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The Fat Tailed Gecko is one of the more common pet Geckos kept in captivity, although they have not quite reached the level of popularity of the more common Leopard Gecko, partially because they are rather harder to breed. However, if you are seeking a pet lizard and know of an exotics retailer that stocks Fat Tail Geckos, they are certainly worthy of a second glance.
In this article, we will look at the care and feeding requirements of the Fat Tailed Gecko.
The Fat Tailed Gecko can be kept either alone or in pairs or groups, and as they are not among the largest of the lizard species, they do not require an enormous vivarium. To keep one or two Fat Tailed Geckos, look at getting a tank that is a minimum of 60cm long by 30cm wide and deep. To keep more than two together, increase the length of the tank by 45cm per additional lizard.
The Fat Tailed Gecko hails from hot, humid parts of the world, and it is important to mimic their natural environment as far as is possible within the domestic vivarium. For their substrate, soil is the preferred medium as this retains moisture without getting soggy, and enables the natural burrowing behaviour of the species. While it is possible to use a dry substrate, you will need to provide a moisture box for your pet if you wish to do so. The Fat Tailed Gecko requires a slightly higher humidity level than the Leopard Gecko, which is important to bear in mind if you have kept other gecko species before.
The vivarium should be decorated with a range of rocks, driftwood and plastic plants, to provide coverage and hiding places for your lizards. Great care should be taken when placing ornaments within the tank, and the ornaments should be put in on the floor before the substrate is added, as Fat Tail Geckos are accomplished burrowers, and may dislodge ornaments that are not securely placed.
As with all other reptile species, the Fat Tailed Gecko needs to be able to find a range of different temperature gradients within different parts of their tank, and the temperature should not be uniform across the whole enclosure. The warmer end of the tank should fall between around 86-90 degrees Fahrenheit during the day, with the cooler end being between 74-84 degrees Fahrenheit. At night, the temperature should be more consistent across the whole of the tank, and fall between the 74-78 degrees range.
There are a range of different options available to heat your vivarium, but the most widely used and preferred system for the Fat Tailed Gecko is by means of a ceramic heater, as this gives off plenty of heat at the warmer end of the vivarium without taking up a lot of valuable space. Other options include a heat lamp, or under-substrate heating mat.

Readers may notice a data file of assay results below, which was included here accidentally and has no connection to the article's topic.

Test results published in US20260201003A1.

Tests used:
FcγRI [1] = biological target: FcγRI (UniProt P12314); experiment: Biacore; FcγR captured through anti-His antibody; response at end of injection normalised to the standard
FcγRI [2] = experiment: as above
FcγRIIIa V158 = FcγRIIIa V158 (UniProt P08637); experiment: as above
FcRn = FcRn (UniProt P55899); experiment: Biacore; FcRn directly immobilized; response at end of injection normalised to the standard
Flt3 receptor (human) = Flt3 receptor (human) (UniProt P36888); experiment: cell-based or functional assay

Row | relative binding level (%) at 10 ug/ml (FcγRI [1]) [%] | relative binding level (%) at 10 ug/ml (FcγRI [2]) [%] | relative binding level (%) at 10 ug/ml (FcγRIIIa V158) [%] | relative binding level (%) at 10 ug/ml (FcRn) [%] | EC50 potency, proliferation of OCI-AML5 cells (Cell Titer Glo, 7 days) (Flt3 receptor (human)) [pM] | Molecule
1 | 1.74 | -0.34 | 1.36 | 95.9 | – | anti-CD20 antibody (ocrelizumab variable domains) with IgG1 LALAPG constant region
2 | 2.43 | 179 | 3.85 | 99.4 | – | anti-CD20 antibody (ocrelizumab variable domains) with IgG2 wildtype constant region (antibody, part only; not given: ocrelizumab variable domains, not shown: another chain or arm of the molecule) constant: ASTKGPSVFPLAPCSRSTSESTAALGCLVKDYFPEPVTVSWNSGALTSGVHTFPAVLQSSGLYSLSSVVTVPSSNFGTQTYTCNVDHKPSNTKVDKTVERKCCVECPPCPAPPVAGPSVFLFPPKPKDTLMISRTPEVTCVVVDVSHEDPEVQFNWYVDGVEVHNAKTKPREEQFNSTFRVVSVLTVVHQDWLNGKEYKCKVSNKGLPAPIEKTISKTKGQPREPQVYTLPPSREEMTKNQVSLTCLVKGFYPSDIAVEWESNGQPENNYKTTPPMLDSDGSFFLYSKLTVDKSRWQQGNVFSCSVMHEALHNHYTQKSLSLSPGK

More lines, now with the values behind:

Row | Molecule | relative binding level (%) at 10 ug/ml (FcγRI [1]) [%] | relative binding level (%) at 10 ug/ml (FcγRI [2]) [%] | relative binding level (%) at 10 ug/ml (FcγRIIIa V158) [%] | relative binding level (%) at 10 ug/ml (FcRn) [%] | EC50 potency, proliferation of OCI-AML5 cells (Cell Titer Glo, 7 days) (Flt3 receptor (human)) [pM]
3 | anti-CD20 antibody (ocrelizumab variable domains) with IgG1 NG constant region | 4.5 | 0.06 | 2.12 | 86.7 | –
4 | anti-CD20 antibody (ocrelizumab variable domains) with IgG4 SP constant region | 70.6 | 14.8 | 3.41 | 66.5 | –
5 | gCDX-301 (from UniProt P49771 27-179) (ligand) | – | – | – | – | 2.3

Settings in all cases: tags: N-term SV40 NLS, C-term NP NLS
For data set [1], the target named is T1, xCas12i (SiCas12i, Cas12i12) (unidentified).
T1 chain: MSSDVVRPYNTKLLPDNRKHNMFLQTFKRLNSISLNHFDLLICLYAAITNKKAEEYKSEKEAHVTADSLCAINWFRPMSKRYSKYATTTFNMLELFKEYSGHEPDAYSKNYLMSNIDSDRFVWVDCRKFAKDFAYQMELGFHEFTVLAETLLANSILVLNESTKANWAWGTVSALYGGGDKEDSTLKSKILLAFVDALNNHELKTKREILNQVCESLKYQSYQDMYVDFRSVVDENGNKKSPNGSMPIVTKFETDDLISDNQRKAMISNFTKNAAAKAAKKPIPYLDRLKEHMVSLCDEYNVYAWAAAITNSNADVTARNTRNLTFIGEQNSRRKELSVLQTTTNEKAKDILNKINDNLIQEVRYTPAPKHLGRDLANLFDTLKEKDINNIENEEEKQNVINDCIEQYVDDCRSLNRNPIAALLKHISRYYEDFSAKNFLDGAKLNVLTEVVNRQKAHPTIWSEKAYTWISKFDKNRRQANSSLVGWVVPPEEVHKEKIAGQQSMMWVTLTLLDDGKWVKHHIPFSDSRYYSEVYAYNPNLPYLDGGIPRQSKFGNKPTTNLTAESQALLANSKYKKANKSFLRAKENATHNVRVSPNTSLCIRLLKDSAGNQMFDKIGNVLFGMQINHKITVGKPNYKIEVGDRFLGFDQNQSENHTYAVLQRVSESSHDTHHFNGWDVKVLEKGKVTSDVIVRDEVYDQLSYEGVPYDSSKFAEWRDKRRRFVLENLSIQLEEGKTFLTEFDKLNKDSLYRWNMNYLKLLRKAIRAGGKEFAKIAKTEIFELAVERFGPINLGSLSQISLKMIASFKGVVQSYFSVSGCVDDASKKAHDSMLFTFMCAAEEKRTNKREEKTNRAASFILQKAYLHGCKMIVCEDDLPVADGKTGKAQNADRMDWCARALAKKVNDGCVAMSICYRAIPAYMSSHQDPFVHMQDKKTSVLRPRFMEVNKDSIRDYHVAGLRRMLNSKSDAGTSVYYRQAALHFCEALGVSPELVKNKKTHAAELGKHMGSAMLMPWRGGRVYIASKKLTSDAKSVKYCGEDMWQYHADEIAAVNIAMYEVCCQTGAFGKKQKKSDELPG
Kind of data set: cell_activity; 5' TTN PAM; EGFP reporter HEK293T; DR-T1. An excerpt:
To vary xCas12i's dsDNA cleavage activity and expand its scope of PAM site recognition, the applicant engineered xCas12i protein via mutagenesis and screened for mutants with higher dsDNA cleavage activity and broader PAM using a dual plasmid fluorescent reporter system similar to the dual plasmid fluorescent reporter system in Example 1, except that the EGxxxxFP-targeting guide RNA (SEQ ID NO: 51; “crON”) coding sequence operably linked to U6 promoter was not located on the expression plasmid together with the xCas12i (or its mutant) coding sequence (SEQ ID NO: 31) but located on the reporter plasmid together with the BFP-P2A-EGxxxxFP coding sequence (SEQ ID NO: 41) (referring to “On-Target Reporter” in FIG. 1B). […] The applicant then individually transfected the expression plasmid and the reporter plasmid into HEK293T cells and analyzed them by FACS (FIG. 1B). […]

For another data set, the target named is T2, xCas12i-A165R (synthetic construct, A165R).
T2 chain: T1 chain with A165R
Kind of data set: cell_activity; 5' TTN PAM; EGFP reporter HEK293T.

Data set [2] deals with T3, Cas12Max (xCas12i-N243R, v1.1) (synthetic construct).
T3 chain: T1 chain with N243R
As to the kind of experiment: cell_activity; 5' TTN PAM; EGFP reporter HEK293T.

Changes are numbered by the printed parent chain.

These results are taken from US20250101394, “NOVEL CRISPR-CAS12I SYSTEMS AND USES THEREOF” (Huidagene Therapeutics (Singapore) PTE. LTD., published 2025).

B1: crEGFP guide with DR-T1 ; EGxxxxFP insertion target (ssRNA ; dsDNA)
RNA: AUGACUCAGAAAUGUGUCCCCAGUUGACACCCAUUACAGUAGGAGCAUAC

As well as the heater itself, you will need to provide a source of light, such as a red bulb, to enable your gecko’s basking behaviour during the daylight hours. In their natural habitats, the Fat Tail Gecko is nocturnal, and will be most active at night. However, they do venture out during the day, notably to bask in the heat and up their body temperature. A simple reptile-suitable heat lamp is fine to allow for this, and the Fat Tail Gecko does not have any specialist requirements such as ultra violet lighting, making them relatively easy to provide for.
A source of clean, fresh water that is available at all times is vital for your gecko, and the Fat Tailed Gecko hails from Western Africa, which benefits from high humidity levels. A low, shallow and wide water dish that can be easily cleaned and that will be hard to tip over is your best choice.
The Fat Tailed Gecko eats a range of different foods, but they are primarily insectivores, meaning that they will eat insects as the larger part of their staple diet. However they may also develop a taste for tinned dog food, defrosted pinkie mice and other treats!
In terms of live food, crickets, locusts, mealworms and waxworms are the ideal combination to feed, in order to meet your gecko’s nutritional requirements. Live insects fed to your gecko should be as high in nutrients as possible, which means ensuring that they are well-fed and healthy before offering them to your gecko, and also, that you may need to go through the process of gut-loading them before offering them to your pet.
When young, the Fat Tailed Gecko will have a hearty appetite, and will need to be fed small insects on a daily basis. As they get older, their feeding requirements will drop to once or twice a week, as they no longer need additional food in order to grow. Dusting the shells of your gecko’s food with a calcium supplement before feeding them is also important, to allow for healthy bone growth and development in your pet.
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